Old Man Logan #5 Writer: Jeff Lemire Pencils: Andrea Sorrentino Colors: Marcelo Maiolo Letters: Cory Petit Publisher: Marvel
Jeff Lemire’s Old Man Logan series has been an interesting one, especially when you take into consideration that he’s also writing Extraordinary X-Men. Its been a lingering question as to where exactly this story takes place in relation to Lemire’s run on the X-Men’s new flagship title. Is this before the events of Extraordinary? If so, how far back? There are also the questions of whether or not this is the same Logan that died before the events of Secret Wars(2015), or if this is another situation of a character from an alternate universe being displaced in the Marvel Prime Earth?
After issue #4, all is put into context with a rather harsh revelation. This is indeed a different Logan from the “Death of Wolverine” story written by Charles Soule. Effectively making his activities in previous issues redundant and sinfully regrettable, as well as his mission. Not so much the goal to create a better future but the actions in which he’ll be taking in order to achieve it. Lemire doesn’t delve into how Logan is dealing with his actions, particularly in the debut issue, but this may very well come into fruition in future stories. What Lemire does provide though is more insight into Logan’s apocalyptic future and how it’s still effecting him in the present.
The comic opens up with Logan arriving at X-Haven, a refuge for mutant-kind to hide from the deadly threats of the Terrigen Mist. It also happens to be in the Limbo dimension and is protected by Illyana Rasputin(Magik). After a conversation with Storm an some briefly hinted at sexual tension, Logan goes off on a journey that he of course says he needs to go on alone. Lemire then provides us with some flashbacks, beautifully visualized by Andrea Sorrentino, and we see how he and his wife Maureen met.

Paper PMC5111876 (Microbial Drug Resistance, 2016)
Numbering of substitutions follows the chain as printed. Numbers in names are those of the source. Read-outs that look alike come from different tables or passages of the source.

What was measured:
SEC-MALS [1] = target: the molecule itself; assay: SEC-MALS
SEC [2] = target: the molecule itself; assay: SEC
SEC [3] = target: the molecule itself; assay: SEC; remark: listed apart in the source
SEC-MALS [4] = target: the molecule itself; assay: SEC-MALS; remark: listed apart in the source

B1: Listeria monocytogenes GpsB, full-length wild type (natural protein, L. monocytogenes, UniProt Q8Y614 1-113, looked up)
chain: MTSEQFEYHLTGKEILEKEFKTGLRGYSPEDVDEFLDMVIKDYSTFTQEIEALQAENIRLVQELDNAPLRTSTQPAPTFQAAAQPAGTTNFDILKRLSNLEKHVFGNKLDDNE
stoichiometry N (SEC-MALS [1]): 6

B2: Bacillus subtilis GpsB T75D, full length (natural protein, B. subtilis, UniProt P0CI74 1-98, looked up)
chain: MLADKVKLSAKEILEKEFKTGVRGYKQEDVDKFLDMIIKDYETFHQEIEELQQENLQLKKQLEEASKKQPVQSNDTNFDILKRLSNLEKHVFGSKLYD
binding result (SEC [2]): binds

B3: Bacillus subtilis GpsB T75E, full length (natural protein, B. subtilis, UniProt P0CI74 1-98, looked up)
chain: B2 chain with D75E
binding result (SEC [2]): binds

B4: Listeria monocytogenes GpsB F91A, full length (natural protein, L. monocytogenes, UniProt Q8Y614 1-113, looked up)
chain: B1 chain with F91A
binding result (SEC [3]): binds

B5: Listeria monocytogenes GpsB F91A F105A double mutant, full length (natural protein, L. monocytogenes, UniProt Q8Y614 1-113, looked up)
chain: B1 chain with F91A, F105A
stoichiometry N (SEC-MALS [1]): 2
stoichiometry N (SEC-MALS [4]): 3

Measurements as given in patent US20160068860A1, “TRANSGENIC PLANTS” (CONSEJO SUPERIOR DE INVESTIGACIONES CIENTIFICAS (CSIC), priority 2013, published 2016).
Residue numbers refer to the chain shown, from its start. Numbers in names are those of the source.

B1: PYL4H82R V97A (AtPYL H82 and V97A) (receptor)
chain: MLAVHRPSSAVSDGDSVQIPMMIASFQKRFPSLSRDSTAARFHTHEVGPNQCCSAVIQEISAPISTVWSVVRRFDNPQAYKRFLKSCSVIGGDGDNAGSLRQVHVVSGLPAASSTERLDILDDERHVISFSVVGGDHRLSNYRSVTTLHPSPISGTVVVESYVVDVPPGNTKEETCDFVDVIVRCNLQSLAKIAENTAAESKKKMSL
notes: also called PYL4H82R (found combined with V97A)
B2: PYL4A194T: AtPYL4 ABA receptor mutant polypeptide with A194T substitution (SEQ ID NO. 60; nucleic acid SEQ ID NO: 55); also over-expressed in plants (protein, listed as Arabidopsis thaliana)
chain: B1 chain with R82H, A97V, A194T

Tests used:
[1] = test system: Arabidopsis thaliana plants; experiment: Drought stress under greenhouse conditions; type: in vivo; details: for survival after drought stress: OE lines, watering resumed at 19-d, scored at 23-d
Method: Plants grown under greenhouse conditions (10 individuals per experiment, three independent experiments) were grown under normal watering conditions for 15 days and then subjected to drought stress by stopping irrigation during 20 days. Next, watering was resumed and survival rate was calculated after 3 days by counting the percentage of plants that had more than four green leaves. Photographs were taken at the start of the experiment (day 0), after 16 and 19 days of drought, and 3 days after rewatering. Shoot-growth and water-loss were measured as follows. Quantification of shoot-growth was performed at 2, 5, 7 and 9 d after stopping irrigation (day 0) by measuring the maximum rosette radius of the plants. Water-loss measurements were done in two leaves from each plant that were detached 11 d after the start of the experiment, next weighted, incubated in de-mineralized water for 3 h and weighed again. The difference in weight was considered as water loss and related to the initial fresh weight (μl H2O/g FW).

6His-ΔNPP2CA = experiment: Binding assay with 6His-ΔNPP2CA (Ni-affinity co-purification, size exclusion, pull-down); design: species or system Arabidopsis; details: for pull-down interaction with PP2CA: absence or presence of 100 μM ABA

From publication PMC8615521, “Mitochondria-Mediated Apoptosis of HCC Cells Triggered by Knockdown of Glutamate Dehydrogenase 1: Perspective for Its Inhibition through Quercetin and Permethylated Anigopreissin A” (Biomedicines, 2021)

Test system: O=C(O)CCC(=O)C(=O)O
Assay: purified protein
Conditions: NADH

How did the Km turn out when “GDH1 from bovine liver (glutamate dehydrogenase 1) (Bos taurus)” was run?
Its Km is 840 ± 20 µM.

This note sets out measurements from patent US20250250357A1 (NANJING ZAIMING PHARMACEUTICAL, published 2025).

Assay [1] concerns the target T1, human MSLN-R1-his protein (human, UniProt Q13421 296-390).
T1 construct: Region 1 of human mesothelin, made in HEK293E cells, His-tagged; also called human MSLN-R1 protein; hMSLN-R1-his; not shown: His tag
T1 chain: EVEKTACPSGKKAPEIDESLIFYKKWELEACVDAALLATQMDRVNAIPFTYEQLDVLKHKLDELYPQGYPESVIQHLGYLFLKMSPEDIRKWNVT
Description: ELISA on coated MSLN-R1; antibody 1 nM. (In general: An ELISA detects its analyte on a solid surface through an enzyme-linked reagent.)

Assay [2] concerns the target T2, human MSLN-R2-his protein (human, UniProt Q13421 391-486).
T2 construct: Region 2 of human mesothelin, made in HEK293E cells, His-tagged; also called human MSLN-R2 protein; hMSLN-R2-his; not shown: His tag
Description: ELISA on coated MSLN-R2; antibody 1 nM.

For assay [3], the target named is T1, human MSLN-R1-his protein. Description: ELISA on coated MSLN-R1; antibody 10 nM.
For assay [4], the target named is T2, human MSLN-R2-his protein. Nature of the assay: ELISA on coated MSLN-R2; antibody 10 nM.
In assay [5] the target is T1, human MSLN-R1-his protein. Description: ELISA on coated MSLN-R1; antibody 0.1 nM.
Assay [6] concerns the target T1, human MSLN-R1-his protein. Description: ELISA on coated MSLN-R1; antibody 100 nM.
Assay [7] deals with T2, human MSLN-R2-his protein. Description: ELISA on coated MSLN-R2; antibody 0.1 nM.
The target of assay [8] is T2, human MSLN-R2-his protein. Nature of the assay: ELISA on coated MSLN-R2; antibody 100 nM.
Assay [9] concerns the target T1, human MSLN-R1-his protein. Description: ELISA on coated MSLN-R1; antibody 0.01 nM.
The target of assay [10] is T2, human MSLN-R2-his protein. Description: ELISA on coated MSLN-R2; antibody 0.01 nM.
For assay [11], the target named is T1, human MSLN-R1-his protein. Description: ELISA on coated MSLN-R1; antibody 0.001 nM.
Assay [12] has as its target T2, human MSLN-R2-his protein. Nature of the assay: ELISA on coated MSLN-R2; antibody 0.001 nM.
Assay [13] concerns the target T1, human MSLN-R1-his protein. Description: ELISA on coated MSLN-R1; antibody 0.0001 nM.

There is also a moment when Logan engages in a conversation with a little girl and Lemire tries to throw a twist at you. However it can be seen coming from a mile away but it does pack a solid emotional punch and is a strong character moment. Lemire uses this issue to develop his titled character and provide more insight into his mental state. It’s effective but is a slow burn and takes too much time to get to the point. Fortunately it does a great job in effectively setting up the story and future synopsis for the future.
I’m a sucker for neo-noir and no comic today exploits the style and visuals of the genre like Andrea Sorrentino’s work here, every panel is simply frame worthy. Sorrentino pencils all the characters and settings with heavy detail. Marcelo Maiolo’s colors are incredibly expressive the perfect sense of mood and tone that Lemire has set in this series. The backgrounds in particular really stand out, having a gorgeous watercolor painting vibe to them but it overwhelms and distracts from the foreground. This series is visually one of the top 5 best comics today.
Jeff Lemire’s fifth installment into his Old Man Logan series is a strong one and a solid start to another story arc. It takes its time to develop the character and allows him to be fleshed out with the use of both dialogue and visuals. Sure it’s a bit of a slow burn, takes a while to get to the point, and the twist can be seen coming from a mile away, but it’s effective and makes you care for the time/universe displaced character. Along with another visually striking artwork by a superb team. This is a series that you can easily tell is going somewhere and I look forward to seeing what this creative team has planned.
Score 4 out of 5
Review by Eric Bradach